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TECHNOLOGYJune 2012 . . 45 onference technology supplier Etherlive claims that just 11 per cent of agents and 12 per cent of hotels are "completely comfortable" with technology terminology used in the meetings industry.The results come from a survey conducted among 100 members of The Hotel Booking Agents Association (HBAA), designed to understand confi dence and attitudes towards the progressive use of IT in conferences and events.The desire for Wi-Fi and a more complex IT infrastructure is proving challenging for agents and venues, it seems.The survey highlighted that 46 per cent of hotels and venues were confi dent with the changing technology landscape compared with 27 per cent of agents who felt confi dent that they were abreast of Wi-Fi and streaming media demands. "The advent of hybrid events and delegates' reliance on the internet is bringing the digital revolution to the fore for agents and hoteliers alike, and we are actively looking to make sure the Association keeps pace with it," says Executive Director of The HBAA, Peter Ducker. Both agents and venues agreed that Wi-Fi was a key consideration for meetings of under 50 delegates. Survey results also showed:. 55% of agents cited Wi-Fi as a prerequisite for smaller groups; 35% of venues stated it was a key consideration. For events of 51 and upwards, agent demand remained static at 55% for Wi-Fi, while hotels and venues noted an IT comfort zone? Etherlive's recent survey of Hotel Booking Agents Association members found organisers are less than confi dent when it comes to choosing the right technology for their events. Sarah O'Donnell asks a selection of IT experts why this is the caseThe advent of hybrid events and delegates' reliance on the internet is bringing the digital revolution to the foreOut of your CLisa Metcalf, Logistics Manager at experiential events agency, Logistik:"The landscape of technology within live events has evolved signifi cantly over the years. It is now seen as a project in itself to manage the different tech channels when organising an event and their integration also means an event can be more vulnerable to unforeseen risks. Lead times have signifi cantly reduced meaning staying on top of several management systems as well as meeting tight deadlines can be a challenge. "Its development has, however, allowed us to integrate social media into events and the use of smart phones and iPads has meant that it can be a truly live event communicated to the world."Gerard Lennox, Director at Symphony Event Management: "Technology, love it or hate it, but can't avoid it today. So how can event organisers keep up-to-date on what they should be investing in? One way is to watch what others are doing or take time out of your busy schedule visiting exhibitions. "Another way is to build relationships with trusted suppliers who work in your industry, especially the ones that you don't have a commercial relationship with. Look at their blogs and websites by all means but also ask them how they would solve a real business problem. After all, technology is a tool that helps you make money, not an end in itself."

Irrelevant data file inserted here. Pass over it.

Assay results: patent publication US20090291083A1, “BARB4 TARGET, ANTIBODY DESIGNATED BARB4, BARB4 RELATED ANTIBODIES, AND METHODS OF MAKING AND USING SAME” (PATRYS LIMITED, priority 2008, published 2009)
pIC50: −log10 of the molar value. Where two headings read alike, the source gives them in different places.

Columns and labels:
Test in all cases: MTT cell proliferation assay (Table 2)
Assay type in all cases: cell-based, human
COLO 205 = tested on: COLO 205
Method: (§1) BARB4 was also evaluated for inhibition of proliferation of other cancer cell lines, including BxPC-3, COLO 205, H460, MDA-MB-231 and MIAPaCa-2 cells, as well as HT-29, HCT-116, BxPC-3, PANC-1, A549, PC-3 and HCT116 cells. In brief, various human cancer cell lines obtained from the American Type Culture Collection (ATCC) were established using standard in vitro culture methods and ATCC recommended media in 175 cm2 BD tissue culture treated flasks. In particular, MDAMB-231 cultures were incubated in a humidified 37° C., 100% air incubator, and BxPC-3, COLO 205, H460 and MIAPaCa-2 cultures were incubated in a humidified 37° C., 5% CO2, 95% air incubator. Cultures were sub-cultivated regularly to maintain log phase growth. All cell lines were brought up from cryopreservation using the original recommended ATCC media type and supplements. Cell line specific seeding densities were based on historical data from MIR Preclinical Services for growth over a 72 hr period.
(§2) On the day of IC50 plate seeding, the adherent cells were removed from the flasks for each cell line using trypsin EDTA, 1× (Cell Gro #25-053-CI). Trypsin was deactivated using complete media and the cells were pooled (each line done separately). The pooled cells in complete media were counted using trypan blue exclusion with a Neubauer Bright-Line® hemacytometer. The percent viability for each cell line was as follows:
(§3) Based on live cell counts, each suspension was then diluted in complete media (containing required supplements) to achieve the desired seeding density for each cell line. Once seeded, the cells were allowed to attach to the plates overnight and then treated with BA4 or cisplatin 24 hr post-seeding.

TECHNOLOGY46 . . June 2012 Ken Clayton, Director of event ticketing and registration supplier, Ref Tech:"It shouldn't come as a surprise that organisers feel confused about the avalanche of technological developments. They're told on all sides that they should be making use of this or that technology with the implication that if they don't they're either idiots or incompetent. "The reality is that the people demanding that organisers adopt new developments are rarely impartial: most have something to gain by promoting a particular technology. The real danger in all of this is that organisers can easily lose sight of the basics: what does the audience want from the event? That question has to be answered whether the organiser is staging a major exhibition or an academic seminar. If they don't meet that need, the Tweets, FB posts, LinkedIn updates, hybrid technologies, participant tracking and all the rest will count for nothing."Below: 11% of those HBAA members surveyed said they were "completely comfortable" with technologyincrease in demand to 39%. 80% of the agents and venues concurred that they were fully briefed on Wi-Fi requirements by their clients; . However, just 11% of agents and 12% of hotels and venues felt completely comfortable with the terminology used."The use of IT in events is far reaching and little understood," says Director of Etherlive, Tom McInerney. "To say you offer free Wi-Fi simply isn't enough. From the most basic perspective, delegates are reliant on their personal digital assistant; presentations often use the web; and content is frequently streamed across the globe. All of this requires a robust infrastructure."Corporates expect off-site solutions to be as adaptable and fl exible as the ones they have in their offi ces. This is all too often not the case."When asked if IT specifi cations were of equal importance to AV (sound, light and staging) requirements, 72 per cent of agency respondents stated IT was less important.Agents noted that a quick fi x and more powerful infrastructure was regularly required to bolster what should have been in place from the outset at venues, and that IT spends were often over budget on production of the fi nal bill. The disparity between IT requirements and the actualities at the event has a proven effect on repeat business at the given venues, with 59 per cent of venues stating that issues with IT had led to business not returning.Despite the corporates' desire for IT, it was still not deemed sufficiently important to be part of the tender process for a strategic meetings management programme, according to the Etherlive research, with almost two-thirds (65%) of agents stating that it had never featured despite the corporates' need to measure and consolidate total costs for their meetings and events. Anthony Miller, VP of Strategy and Business Solutions at Active Network:"The world of events has changed signifi cantly in recent years, with organisers being asked to do more with less and demonstrate maximum return from any spend. And, business users now have the same expectations as consumers, with delegates asking for personalisation and maximum value from every interaction."Technology can fundamentally enable the changing role of live events, however, it can also be daunting for organisers to fi nd time to fi gure out how these fi t in."The question of whether technology should be part of an event manager's toolkit is undoubtedly yes. We have many case studies of signifi cant savings and improvements though the use of our technologies, however, the challenge is helping educate busy event teams on how to use technology and how it will make their lives easier and their organisation more successful."Our role is as much about education as it is about creating powerful technology."